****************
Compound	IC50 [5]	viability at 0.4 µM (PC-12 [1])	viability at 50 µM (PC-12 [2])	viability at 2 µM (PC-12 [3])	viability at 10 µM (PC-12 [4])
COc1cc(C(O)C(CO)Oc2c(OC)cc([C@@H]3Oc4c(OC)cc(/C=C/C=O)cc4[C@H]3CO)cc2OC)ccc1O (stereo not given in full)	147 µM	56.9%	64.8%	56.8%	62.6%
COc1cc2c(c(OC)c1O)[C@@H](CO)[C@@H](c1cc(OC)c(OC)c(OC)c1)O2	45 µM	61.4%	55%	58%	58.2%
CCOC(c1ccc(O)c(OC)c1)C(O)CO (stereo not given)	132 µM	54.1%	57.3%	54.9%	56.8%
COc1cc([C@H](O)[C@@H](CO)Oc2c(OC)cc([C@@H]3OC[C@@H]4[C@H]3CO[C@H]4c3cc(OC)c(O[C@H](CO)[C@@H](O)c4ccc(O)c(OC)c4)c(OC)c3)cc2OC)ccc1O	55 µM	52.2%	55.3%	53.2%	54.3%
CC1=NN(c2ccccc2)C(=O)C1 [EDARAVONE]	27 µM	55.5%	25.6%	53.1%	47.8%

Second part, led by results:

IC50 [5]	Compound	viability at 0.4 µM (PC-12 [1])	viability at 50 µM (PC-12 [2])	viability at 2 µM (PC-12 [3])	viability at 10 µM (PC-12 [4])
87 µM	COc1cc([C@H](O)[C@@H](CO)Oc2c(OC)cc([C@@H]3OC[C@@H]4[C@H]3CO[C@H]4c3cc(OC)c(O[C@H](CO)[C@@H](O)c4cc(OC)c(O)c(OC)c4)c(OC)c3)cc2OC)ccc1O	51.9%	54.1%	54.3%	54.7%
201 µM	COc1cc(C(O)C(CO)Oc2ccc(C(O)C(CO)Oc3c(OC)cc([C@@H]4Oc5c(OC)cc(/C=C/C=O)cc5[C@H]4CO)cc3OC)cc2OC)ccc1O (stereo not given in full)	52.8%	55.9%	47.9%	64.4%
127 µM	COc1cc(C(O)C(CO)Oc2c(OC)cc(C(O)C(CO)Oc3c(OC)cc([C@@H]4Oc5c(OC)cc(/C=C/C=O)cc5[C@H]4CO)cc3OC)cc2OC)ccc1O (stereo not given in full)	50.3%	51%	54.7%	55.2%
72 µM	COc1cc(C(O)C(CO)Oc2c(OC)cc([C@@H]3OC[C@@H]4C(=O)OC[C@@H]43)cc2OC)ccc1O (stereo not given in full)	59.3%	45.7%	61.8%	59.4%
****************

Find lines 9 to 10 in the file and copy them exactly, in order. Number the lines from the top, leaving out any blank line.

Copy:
87 µM	COc1cc([C@H](O)[C@@H](CO)Oc2c(OC)cc([C@@H]3OC[C@@H]4[C@H]3CO[C@H]4c3cc(OC)c(O[C@H](CO)[C@@H](O)c4cc(OC)c(O)c(OC)c4)c(OC)c3)cc2OC)ccc1O	51.9%	54.1%	54.3%	54.7%
201 µM	COc1cc(C(O)C(CO)Oc2ccc(C(O)C(CO)Oc3c(OC)cc([C@@H]4Oc5c(OC)cc(/C=C/C=O)cc5[C@H]4CO)cc3OC)cc2OC)ccc1O (stereo not given in full)	52.8%	55.9%	47.9%	64.4%